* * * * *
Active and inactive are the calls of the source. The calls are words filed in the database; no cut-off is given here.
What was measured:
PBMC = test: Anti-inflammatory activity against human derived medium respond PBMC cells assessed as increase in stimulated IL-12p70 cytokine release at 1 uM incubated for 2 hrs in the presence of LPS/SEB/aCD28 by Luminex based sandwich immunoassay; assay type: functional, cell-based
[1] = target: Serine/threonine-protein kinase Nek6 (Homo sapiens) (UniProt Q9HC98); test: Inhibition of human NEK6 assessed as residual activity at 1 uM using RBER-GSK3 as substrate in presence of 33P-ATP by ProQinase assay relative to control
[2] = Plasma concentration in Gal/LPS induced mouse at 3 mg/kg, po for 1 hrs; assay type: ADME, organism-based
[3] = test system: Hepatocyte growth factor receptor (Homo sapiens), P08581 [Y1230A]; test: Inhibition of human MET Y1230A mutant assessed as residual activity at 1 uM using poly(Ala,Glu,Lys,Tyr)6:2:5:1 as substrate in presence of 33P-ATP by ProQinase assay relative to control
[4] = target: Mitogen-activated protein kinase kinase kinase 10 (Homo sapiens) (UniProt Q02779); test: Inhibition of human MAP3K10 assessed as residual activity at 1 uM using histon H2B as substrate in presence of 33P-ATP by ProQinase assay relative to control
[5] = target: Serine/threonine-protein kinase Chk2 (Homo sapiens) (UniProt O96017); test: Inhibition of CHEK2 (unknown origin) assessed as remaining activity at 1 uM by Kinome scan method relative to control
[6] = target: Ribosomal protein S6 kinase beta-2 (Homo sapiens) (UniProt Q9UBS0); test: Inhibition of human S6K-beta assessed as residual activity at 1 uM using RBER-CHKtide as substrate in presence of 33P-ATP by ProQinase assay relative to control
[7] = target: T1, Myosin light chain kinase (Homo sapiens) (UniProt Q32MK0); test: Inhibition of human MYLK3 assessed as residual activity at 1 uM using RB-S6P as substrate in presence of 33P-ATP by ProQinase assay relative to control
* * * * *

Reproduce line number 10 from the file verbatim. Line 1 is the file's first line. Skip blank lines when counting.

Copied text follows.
[7] = target: T1, Myosin light chain kinase (Homo sapiens) (UniProt Q32MK0); test: Inhibition of human MYLK3 assessed as residual activity at 1 uM using RB-S6P as substrate in presence of 33P-ATP by ProQinase assay relative to control